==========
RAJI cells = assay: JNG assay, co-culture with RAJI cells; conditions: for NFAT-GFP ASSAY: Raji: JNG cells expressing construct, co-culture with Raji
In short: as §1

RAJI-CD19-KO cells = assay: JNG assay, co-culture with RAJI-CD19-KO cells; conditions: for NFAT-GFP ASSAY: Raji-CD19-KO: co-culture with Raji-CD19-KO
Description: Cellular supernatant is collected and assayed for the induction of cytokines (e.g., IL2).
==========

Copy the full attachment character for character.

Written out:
RAJI cells = assay: JNG assay, co-culture with RAJI cells; conditions: for NFAT-GFP ASSAY: Raji: JNG cells expressing construct, co-culture with Raji
In short: as §1

RAJI-CD19-KO cells = assay: JNG assay, co-culture with RAJI-CD19-KO cells; conditions: for NFAT-GFP ASSAY: Raji-CD19-KO: co-culture with Raji-CD19-KO
Description: Cellular supernatant is collected and assayed for the induction of cytokines (e.g., IL2).